Poland Starts Trial of Activists for Offending Religious Sentiment With LGBT Rainbow

The activists could face up to two years in prison if convicted on charges of offending religious sentiment by adding the LGBT rainbow symbol to posters of a revered icon

Polish President Andrzej Duda attends a meeting with local residents following his victory in a presidential election in Odrzywol, Poland July 13, 2020
Polish President Andrzej Duda attends a meeting with local residents following his victory in a presidential election in Odrzywol, Poland July 13, 2020Credit: Marcin Kucewicz/Agencja Gazeta via REUTERS

Three human rights activists were standing trial in Poland on Wednesday, charged with offending religious sentiment by adding the LGBT rainbow symbol to posters of a revered icon and publicly displaying the altered image, including on garbage bins and mobile toilets.

The female activists were read their indictment in the district court in Plock, central Poland.

Before the trial, they argued that the LGBT rainbow added to the halo of the Black Madonna and Baby Jesus icon was intended to protest what they said was the hostility of Poland’s influential Catholic Church toward non-heterosexual minorities.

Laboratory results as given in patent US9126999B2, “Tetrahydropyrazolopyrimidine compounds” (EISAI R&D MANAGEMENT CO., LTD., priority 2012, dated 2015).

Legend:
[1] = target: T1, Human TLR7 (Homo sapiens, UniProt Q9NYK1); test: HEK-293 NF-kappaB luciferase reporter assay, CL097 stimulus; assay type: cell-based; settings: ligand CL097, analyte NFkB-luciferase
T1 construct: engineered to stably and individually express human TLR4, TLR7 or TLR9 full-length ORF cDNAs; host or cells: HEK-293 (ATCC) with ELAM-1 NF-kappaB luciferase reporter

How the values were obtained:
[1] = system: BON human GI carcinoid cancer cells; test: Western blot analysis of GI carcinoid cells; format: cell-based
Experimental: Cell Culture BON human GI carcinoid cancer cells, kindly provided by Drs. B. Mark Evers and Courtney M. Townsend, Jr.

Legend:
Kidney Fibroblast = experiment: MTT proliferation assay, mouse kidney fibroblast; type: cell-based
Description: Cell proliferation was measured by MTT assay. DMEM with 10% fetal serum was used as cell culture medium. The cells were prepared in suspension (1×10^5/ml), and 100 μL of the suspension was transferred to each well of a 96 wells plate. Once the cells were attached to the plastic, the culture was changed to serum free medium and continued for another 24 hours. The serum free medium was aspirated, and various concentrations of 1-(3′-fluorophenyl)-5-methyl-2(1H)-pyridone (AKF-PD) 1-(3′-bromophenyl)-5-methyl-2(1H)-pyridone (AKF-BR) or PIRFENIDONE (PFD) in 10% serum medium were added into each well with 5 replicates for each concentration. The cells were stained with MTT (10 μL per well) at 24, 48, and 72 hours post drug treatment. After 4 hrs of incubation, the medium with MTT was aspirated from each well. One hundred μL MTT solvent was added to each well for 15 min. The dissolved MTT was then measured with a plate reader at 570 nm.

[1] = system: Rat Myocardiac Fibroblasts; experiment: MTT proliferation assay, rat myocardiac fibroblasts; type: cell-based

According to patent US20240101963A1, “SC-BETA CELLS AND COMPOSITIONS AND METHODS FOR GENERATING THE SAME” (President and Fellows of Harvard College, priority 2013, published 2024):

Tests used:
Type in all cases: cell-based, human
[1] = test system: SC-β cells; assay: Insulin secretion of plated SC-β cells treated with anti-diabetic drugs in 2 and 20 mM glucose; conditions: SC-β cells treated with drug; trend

They do not admit to placing the images on garbage bins and toilets during their 2019 protest in Plock.

The activists could face up to two years in prison if convicted on charges of offending religious sentiment and desecration of the icon of Mother of God of Czestochowa, popularly known as the Black Madonna of Czestochowa.

The icon is housed at the city's Jasna Gora monastery since the 14th-century.

A group of supporters with rainbow flags and banners reading “The Rainbow Gives No Offense” gathered outside the court.

Activist Elzbieta Podlesna was arrested in an early morning police raid on her apartment in 2019. She was briefly detained and questioned over the controversial posters of the icon being placed around Plock. A court later said the detention was unnecessary and ordered damages equaling some $2,000 be awarded to her.

The case has highlighted the clash in predominantly Roman Catholic Poland between freedom of speech advocates and laws against insulting religious beliefs.

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